A recurring question in virtual shareholdings: Do virtual shares dilute in a financing round?

The answer is yes and no, because virtual shares are dilutive in percentage terms, but not in economic terms (which is what matters).

To explain, let’s take an example: A limited liability company has a share capital of EUR 25,000 with 25,000 shares at EUR 1 each and an additional 2,500 virtual shares issued (with an arithmetical nominal amount of EUR 1 each). This means in total there are 27,500 (real and virtual) shares. Employee A is allocated 500 of the 2,500 virtual shares. Thus, he has a participation of 500/27,500 or ~1.82%.

If the share capital is now increased by EUR 6,000 as part of a financing round, there will then be a total of 33,500 (real and virtual) shares. As a result, our employee would only have a shareholding of 500/33,500, i.e., ~1.49 %. In percentage terms, the employee’s shareholding therefore has been diluted.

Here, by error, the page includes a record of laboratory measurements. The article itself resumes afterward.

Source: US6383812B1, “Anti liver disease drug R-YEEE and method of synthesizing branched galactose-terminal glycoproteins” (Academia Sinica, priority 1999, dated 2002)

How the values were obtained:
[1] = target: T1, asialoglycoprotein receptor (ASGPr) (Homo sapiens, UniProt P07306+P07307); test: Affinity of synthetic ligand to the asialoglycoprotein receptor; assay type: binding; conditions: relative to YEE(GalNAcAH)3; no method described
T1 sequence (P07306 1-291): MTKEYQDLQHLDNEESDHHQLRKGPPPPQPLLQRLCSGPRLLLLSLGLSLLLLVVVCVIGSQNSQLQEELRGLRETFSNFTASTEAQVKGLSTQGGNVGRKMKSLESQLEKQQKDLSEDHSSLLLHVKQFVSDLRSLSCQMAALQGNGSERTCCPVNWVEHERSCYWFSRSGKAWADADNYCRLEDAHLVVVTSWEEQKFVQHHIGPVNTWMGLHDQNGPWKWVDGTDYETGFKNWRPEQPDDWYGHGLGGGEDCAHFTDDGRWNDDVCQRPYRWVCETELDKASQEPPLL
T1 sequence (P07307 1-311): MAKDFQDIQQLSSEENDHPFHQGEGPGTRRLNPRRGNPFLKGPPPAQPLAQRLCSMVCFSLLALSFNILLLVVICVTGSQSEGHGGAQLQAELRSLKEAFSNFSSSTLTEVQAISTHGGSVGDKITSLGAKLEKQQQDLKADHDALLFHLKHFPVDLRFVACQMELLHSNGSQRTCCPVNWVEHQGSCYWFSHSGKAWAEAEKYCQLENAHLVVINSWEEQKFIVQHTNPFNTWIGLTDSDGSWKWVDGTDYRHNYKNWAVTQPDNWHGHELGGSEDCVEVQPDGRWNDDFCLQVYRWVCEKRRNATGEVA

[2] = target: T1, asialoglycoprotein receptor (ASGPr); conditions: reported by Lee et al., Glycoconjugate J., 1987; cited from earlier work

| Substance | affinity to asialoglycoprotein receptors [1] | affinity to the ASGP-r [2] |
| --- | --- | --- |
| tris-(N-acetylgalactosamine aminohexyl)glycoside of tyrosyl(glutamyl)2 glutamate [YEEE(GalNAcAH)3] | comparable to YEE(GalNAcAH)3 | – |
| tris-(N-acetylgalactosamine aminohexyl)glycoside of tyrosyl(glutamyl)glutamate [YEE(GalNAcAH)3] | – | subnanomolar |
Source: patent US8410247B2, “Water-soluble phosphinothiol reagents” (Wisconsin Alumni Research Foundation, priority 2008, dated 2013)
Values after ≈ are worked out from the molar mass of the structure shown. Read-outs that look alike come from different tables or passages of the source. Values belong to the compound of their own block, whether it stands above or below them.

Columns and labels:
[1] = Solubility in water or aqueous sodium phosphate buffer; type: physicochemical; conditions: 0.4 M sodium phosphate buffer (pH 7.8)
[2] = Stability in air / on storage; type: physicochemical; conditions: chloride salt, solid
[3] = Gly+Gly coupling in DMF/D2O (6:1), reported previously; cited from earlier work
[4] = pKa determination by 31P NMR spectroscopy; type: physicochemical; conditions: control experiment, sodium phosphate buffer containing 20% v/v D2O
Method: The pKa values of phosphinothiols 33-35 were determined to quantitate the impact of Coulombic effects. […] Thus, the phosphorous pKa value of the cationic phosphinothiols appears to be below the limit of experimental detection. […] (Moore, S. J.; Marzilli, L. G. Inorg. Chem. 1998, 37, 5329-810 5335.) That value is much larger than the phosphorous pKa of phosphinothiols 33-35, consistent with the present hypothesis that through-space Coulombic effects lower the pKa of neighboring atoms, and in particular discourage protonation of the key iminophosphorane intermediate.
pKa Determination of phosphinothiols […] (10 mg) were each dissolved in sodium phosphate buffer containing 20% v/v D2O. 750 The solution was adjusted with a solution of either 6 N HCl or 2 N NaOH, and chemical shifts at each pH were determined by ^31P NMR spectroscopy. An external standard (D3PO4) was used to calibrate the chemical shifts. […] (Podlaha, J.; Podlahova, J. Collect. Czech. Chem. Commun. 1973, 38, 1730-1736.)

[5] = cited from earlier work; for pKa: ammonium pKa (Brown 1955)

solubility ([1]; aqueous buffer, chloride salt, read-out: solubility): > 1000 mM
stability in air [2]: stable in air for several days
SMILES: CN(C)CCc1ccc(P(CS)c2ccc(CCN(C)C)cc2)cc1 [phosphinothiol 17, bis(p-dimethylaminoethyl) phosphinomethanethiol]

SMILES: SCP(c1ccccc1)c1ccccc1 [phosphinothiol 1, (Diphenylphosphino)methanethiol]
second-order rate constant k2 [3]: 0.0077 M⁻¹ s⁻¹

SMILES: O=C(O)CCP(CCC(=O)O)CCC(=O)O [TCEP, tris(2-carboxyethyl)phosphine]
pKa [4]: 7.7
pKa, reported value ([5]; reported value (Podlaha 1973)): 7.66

But: The economic value of each real and virtual share has not changed due to the capital increase, because the entire company has become worth more: Let’s assume that the company was worth EUR 5,500,000 before the capital increase (i.e., pre-money). In this case, the value of one share, taking into account the virtual shares (in VC-speak: fully diluted), would be EUR 200. The investor who takes over the new shares with a nominal value of EUR 6,000 therefore must pay EUR 1,200,000 to the company.

After the capital increase (i.e., post-money), the company then is worth EUR 5,500,000 + EUR 1,200,000 = EUR 6,700,000. Thus, the value of each of the 33,500 real and virtual shares remains at EUR 200.

It is therefore important to understand that a virtual shareholding does not give a person a certain percentage in the company, but a certain number of virtual shares. Incidentally, this is no different from a real shareholding: A shareholder also holds a certain number of shares and not a fixed percentage in the company. If he wishes to avoid dilution in percentage terms due to a capital increase, he has the right to acquire new shares against payment of the issue price – in our example EUR 200. If he does not pay, his shareholding is diluted in the same way as with virtual shares.